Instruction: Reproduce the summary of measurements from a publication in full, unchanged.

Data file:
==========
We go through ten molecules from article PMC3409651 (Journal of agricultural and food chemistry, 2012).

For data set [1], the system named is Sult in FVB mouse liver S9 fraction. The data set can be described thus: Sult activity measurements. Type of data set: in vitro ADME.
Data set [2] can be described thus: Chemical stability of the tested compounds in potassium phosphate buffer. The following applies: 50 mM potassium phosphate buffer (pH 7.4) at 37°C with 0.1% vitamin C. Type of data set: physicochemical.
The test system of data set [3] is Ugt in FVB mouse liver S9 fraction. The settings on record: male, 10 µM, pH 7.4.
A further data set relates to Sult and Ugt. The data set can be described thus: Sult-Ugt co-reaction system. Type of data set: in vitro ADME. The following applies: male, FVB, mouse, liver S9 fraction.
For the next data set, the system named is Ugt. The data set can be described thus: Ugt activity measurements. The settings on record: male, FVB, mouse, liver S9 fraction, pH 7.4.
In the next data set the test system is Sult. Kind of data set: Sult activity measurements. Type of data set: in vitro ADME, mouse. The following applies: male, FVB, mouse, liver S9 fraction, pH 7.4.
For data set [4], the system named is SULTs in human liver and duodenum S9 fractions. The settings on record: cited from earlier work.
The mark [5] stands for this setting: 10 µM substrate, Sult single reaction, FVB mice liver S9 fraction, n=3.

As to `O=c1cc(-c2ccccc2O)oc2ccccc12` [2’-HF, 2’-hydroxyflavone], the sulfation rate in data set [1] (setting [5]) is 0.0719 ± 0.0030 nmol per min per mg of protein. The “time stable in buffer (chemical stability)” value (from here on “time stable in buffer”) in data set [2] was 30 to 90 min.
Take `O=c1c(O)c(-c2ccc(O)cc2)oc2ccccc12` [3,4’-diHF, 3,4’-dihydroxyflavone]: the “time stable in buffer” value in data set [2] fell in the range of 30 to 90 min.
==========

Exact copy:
We go through ten molecules from article PMC3409651 (Journal of agricultural and food chemistry, 2012).

For data set [1], the system named is Sult in FVB mouse liver S9 fraction. The data set can be described thus: Sult activity measurements. Type of data set: in vitro ADME.
Data set [2] can be described thus: Chemical stability of the tested compounds in potassium phosphate buffer. The following applies: 50 mM potassium phosphate buffer (pH 7.4) at 37°C with 0.1% vitamin C. Type of data set: physicochemical.
The test system of data set [3] is Ugt in FVB mouse liver S9 fraction. The settings on record: male, 10 µM, pH 7.4.
A further data set relates to Sult and Ugt. The data set can be described thus: Sult-Ugt co-reaction system. Type of data set: in vitro ADME. The following applies: male, FVB, mouse, liver S9 fraction.
For the next data set, the system named is Ugt. The data set can be described thus: Ugt activity measurements. The settings on record: male, FVB, mouse, liver S9 fraction, pH 7.4.
In the next data set the test system is Sult. Kind of data set: Sult activity measurements. Type of data set: in vitro ADME, mouse. The following applies: male, FVB, mouse, liver S9 fraction, pH 7.4.
For data set [4], the system named is SULTs in human liver and duodenum S9 fractions. The settings on record: cited from earlier work.
The mark [5] stands for this setting: 10 µM substrate, Sult single reaction, FVB mice liver S9 fraction, n=3.

As to `O=c1cc(-c2ccccc2O)oc2ccccc12` [2’-HF, 2’-hydroxyflavone], the sulfation rate in data set [1] (setting [5]) is 0.0719 ± 0.0030 nmol per min per mg of protein. The “time stable in buffer (chemical stability)” value (from here on “time stable in buffer”) in data set [2] was 30 to 90 min.
Take `O=c1c(O)c(-c2ccc(O)cc2)oc2ccccc12` [3,4’-diHF, 3,4’-dihydroxyflavone]: the “time stable in buffer” value in data set [2] fell in the range of 30 to 90 min.